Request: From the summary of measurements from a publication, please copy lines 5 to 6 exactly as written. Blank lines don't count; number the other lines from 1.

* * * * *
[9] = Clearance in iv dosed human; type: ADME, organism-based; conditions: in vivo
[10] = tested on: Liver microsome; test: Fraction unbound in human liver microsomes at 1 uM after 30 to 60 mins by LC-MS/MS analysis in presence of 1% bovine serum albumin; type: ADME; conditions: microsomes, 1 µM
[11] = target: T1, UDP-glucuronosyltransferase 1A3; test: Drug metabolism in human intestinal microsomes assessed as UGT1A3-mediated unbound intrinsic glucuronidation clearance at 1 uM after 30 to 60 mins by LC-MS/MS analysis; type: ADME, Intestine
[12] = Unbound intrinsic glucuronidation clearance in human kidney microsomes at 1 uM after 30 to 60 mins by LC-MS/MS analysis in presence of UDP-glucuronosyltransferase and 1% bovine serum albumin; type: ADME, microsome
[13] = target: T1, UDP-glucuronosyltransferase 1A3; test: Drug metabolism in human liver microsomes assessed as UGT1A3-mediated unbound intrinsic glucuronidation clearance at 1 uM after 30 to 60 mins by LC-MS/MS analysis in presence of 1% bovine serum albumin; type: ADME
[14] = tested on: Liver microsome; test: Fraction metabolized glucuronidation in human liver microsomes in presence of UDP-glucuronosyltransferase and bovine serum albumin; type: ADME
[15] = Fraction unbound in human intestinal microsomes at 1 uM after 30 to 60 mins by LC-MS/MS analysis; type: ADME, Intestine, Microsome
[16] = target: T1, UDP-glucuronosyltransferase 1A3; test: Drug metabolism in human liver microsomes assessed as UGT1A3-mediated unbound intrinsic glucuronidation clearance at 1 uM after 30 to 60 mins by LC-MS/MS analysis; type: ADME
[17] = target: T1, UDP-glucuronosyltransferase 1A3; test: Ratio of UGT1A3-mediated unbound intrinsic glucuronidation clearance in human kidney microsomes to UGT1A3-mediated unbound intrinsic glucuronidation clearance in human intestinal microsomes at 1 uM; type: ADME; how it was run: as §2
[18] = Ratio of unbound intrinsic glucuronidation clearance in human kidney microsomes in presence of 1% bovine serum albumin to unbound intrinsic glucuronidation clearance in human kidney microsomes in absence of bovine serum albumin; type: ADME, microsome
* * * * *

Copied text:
[13] = target: T1, UDP-glucuronosyltransferase 1A3; test: Drug metabolism in human liver microsomes assessed as UGT1A3-mediated unbound intrinsic glucuronidation clearance at 1 uM after 30 to 60 mins by LC-MS/MS analysis in presence of 1% bovine serum albumin; type: ADME
[14] = tested on: Liver microsome; test: Fraction metabolized glucuronidation in human liver microsomes in presence of UDP-glucuronosyltransferase and bovine serum albumin; type: ADME